“Good, Brother”

When we fish the fish out of the dirty river that runs its way through this dirty river town: when we gut the fish: when we chop off the fishes’ fishy heads: when we give each fish each a name: when we don’t name the fishes Jimmy or John which is mine and my brother’s name: when we take these fishes’ chopped off heads and then nail them, these heads, into the creosote coated telephone pole out back in the back of our back yard: when our father calls out to us brothers: when he tells us that we are leaving this dirty river town: when our mother tells us too that we are going to be going, any where is the word she uses, just so long as any where is west of all of this mud and muddied water, away from all of this smoke and rust and steel: when to all of this all that us brothers can make our boy mouths say is but this is our house, but this is our river: when what our mother says to our buts is, we’ll find us some other house for us to call our home, a place, she tells us once more, without so much mud and without those fishy river smells: when what we say to this is, but we love all this mud and the river and the fishy river smells is what we want her to know: when we look to our father, our father, we turn to him at times like these cause we know that he, our father, loves mud too, that he, our father, loves fish too, that he, our father, loves the river too: when our father doesn’t say any thing to any of this: when our father just stands there not saying any thing to any of this, not even those words but mother, or son, or boys, or fish: when, us brothers, to any and all of this, we don’t know what we are going to do about it next: when that night, us brothers, sitting in our room, we look outside through our bedroom’s window and see our fish, we see our fish headed telephone pole, we see those fishes’ chopped off heads—open eyed, open mouthed—it’s like they’re singing out to us brothers what it is that we have to do next: when we go outside and walk down to the river and the river too, the river tells us what to do too: when the river and the fish heads both, they are one voice, a river of sound, running through the both of our boy heads, telling us brothers what we’ve got to do: when that night we go outside, out into the back of the yard: when we go then into our father’s shed, where our father keeps his nuts and his bolts and screws, his buckets and ropes and ladders, and those bottles of his half filled up with whiskey: when we come back out and in our boy hands we are both of us brothers holding a hammer and a hand full of rusty, bent back nails: when we walk ourselves and each other back to where our backyard telephone pole, it is all lit up and shining with the hammered in heads of fish: when I say to Brother, Brother, I say, you can go first: when I say to Brother, Brother, give me your hand: when Brother does like he is told: when I take Brother’s hand into my own hand: when I hold this brother’s hand up against that pole’s creosoted wood: when I tell Brother, Brother, this might sting: when I reach back with my hammering hand: when I drive the rusty nail right through Brother’s right hand: when Brother doesn’t even wince, or flinch, or make with his boy mouth the sound of a brother crying out: when I say to Brother, Good, Brother: when I whisper this into his ear: when I raise back the hammer again: when I stop with the hammer when our father, he steps out into the back part of our back yard: when our father calls out to us brothers, Son: when, us brothers, we turn back away from each other, back towards the sound of our father: when we wait to hear whatever it is that our father wants us to do next: when we see that the sky down by the river, it is dark and quiet: when, us brothers, we know that, somewhere, the sun is shining: when what our father says to us then is, You boys be sure to wash up before you come back in: when us brothers, we nod with our heads, yes, yes: whenwe turn back to face each other: when I raise back that hammer: when I line up that rusted nail.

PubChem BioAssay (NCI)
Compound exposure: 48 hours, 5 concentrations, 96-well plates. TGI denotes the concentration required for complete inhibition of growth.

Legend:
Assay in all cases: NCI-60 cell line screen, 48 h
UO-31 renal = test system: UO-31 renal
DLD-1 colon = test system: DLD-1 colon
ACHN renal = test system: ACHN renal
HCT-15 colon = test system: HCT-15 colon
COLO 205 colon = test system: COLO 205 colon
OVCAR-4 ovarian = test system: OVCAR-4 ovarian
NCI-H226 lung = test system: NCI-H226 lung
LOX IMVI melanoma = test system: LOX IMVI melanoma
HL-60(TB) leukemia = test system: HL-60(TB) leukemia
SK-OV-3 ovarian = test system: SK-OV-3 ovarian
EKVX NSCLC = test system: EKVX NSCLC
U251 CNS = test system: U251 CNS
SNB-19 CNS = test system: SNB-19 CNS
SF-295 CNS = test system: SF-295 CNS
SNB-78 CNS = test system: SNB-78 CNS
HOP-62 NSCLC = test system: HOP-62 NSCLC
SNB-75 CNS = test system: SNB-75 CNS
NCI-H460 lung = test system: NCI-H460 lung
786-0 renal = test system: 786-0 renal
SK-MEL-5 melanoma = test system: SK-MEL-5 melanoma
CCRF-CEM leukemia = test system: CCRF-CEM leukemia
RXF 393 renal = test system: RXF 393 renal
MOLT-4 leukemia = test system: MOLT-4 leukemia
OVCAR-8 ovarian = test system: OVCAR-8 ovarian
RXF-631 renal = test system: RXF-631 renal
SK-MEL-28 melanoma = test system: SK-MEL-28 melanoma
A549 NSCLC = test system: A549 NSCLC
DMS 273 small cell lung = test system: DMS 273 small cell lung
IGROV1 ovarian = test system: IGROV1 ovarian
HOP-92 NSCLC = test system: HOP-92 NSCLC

–reprinted with permission from the author

About Peter Markus

Peter Markus is the author of “What the River Told Us To Do,” a short story that appears in Fiction Gallery, an anthology of short fiction created by Gotham Writers’ Workshop. The story first appeared in Quarterly West magazine and is also included in Markus’s new story collection The Singing Fish. “What The River Told Us To Do” is a very short tale about two brothers who are reluctant to leave the muddy, dirty place in which they live. It’s safe to say that the story is unlike any other work you’re likely to read, unless it happens to be another story by Peter Markus.